March 6, 2015 @ 10:11 PM

Many thanks to everyone who contacted me over last week’s post End Matters, and suggested links to programs or apps that might help with my References and Chapter Notes. I'll certainly be checking them out.

Of as much interest to me has been the way the discussion developed on some sites around the notion of whether we need end matter – and especially references and chapter notes – in historical novels at all? A novel, after all, is essentially a work of fiction, albeit built around a skeleton of historical fact.


I must say I’m very much with those who favour the use of end notes and reference material. I'm not one of those authors who knowingly alter historical facts to suit my story. On the contrary, I must alter my story to fit the known facts. Accuracy, so far as the externals are concerned, is everything.

It's true that assumptions often have to be made where the historical record is silent – and also true that the internals of thought, emotion and speech can only come from the author.

But as I try to recreate my period and characters (and I mostly write about real people) as accurately as I can, it seems important to let the interested reader know the sources of my statements, the reasons behind the assumptions made, and those sections that are entirely imagined. Disinterested readers, of course, can ignore the end matter altogether.

Unlike the Acknowledgments and References mentioned last time, preparation of Chapter Notes isn’t so messy. I keep a separate folder for each chapter or, with the present book, group of chapters – for they're quite short at around 4000 words. Into these folders I put copies of all the research material: the reference notes, interview transcripts, archival material such as service forms, censuses, births, deaths and marriages, passenger lists, public records, chapter plan and so on. Everything that I used to erect the historical framework of the book.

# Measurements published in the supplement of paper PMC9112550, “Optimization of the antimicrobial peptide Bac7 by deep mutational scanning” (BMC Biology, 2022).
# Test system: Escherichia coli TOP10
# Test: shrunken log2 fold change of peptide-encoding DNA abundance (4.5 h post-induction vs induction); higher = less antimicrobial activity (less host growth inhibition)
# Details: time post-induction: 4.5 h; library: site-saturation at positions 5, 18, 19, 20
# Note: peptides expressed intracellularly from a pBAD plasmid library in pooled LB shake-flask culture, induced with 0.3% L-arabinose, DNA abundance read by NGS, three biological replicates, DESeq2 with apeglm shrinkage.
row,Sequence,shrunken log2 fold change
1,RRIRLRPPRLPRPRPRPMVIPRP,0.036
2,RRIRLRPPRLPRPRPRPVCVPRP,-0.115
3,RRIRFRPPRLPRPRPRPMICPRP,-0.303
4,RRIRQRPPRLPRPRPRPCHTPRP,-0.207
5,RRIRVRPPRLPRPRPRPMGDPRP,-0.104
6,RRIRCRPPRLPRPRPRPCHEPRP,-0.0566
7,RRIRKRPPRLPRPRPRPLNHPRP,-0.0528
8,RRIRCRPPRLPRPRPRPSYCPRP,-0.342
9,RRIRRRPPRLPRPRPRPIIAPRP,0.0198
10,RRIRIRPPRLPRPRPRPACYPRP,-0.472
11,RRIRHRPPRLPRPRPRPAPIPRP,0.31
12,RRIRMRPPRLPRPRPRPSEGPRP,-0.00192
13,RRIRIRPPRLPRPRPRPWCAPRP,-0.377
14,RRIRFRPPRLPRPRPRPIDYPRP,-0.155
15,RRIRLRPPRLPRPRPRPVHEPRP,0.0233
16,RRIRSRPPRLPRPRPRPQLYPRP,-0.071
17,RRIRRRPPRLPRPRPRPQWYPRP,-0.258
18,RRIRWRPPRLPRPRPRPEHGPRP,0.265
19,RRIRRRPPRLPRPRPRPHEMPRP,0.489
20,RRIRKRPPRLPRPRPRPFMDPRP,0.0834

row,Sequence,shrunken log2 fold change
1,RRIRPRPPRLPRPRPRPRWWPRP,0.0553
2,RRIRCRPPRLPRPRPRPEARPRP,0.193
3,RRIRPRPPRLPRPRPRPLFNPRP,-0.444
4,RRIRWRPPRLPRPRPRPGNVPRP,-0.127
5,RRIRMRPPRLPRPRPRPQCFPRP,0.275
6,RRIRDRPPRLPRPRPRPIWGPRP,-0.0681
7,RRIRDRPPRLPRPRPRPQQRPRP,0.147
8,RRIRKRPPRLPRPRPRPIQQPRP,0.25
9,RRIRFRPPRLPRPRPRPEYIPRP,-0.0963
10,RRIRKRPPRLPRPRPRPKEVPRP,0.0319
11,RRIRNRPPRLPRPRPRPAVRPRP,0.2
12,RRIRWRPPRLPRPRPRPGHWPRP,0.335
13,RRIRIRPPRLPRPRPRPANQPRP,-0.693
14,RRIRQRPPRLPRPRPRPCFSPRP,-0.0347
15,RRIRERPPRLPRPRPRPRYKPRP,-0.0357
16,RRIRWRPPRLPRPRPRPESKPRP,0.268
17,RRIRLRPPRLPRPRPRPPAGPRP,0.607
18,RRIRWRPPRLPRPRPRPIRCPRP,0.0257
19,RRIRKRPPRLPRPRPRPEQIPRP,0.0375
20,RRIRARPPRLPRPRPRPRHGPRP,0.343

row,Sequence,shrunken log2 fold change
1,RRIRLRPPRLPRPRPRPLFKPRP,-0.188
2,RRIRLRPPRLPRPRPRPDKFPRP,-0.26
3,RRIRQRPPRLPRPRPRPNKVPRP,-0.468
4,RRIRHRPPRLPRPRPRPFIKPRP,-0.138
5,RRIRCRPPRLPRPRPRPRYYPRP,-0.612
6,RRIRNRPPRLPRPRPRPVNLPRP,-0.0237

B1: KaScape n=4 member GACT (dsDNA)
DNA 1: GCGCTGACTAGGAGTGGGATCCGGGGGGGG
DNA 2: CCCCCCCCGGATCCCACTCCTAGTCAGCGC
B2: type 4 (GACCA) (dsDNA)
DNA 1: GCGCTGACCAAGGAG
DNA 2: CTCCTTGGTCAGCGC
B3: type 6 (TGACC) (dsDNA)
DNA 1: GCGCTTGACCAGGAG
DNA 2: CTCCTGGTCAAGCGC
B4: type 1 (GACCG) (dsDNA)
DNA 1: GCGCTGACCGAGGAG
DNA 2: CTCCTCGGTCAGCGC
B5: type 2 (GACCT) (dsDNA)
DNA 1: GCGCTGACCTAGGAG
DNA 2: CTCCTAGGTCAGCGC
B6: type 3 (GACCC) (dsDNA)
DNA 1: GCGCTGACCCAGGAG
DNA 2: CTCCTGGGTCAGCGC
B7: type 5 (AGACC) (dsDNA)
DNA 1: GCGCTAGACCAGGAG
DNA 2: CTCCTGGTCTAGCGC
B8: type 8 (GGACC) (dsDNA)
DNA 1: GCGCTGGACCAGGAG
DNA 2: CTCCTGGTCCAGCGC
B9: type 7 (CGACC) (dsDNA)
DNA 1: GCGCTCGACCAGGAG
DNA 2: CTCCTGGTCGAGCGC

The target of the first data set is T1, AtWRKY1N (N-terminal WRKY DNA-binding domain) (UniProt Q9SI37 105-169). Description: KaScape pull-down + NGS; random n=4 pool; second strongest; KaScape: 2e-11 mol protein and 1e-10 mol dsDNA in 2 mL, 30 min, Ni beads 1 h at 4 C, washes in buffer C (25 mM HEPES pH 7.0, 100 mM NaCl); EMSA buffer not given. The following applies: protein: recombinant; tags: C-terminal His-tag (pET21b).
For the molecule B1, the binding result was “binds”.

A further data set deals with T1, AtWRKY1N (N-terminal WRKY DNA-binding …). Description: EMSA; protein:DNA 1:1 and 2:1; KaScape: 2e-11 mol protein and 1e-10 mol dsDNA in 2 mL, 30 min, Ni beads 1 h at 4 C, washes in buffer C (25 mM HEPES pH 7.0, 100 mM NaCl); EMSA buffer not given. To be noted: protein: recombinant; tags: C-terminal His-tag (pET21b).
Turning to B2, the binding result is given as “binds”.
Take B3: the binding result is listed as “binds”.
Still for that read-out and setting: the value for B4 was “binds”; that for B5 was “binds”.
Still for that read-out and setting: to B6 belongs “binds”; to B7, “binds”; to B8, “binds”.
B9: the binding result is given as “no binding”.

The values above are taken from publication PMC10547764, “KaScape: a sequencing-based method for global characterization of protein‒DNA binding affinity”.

The folders are very useful of course when preparing the Acknowledgments and References, and essential when it comes to the Chapter Notes. I try to keep up a running list of notes as I complete each chapter; but even if it’s inconsistent, at least I know where to go for the material when it comes to the preparation.

Now, in my view such end matter is not just a matter of polite scholarship, but the notes sometimes can further illuminate the text. How often do we come across research material that is either too lengthy or not strictly relevant to the story to include in the narrative, but which is worthwhile background information in itself? The chapter notes are the perfect place to put it ... either in the printed book or certainly in expanded form online. Indeed, they can often be the most interesting part of the whole book.

I'm presently re-reading Patrick O'Brian's Aubrey/Maturin series of 20 naval novels from the Napoleonic Wars. Wonderful books, historically very accurate. But gosh! I wish he’d included some end notes.

He acknowledges his debt to the Naval Chronicle, certain published diaries, memoirs and documents from the Admiralty archives. But beyond that there is very little, and I know his descriptions of naval battles are based closely on real sea fights.

The books breathe historical authenticity. But I for one would love to know more about the backgrounds to each book, and the engagements he relied upon – not to mention those seafaring terms like 'futtock shrouds', 'cross-catharpings' and so on.

The novels are treasures as they are. But how much richer they'd be with a comprehensive set of references and end notes! At least for this reader.

Photo Credits:
Author photo
Patrick O'Brian by Julio Nayan, Wikipedia Commons
Lord Howe engaging the French fleet, Naval Chronicle c.1794 Wikipedia Commons